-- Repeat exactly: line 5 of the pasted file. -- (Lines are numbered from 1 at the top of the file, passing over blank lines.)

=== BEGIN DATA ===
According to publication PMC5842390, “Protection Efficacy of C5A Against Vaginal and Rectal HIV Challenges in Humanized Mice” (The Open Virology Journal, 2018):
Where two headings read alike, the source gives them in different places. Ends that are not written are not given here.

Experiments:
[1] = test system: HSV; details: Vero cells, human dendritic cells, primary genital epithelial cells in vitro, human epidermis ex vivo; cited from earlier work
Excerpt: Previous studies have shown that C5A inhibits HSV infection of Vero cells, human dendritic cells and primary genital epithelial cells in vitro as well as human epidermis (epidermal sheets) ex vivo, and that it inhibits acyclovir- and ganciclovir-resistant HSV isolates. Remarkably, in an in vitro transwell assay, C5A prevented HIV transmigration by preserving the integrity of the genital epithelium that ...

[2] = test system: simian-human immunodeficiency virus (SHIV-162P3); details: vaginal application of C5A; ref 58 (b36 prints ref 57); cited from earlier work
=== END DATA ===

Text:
Excerpt: Previous studies have shown that C5A inhibits HSV infection of Vero cells, human dendritic cells and primary genital epithelial cells in vitro as well as human epidermis (epidermal sheets) ex vivo, and that it inhibits acyclovir- and ganciclovir-resistant HSV isolates. Remarkably, in an in vitro transwell assay, C5A prevented HIV transmigration by preserving the integrity of the genital epithelium that ...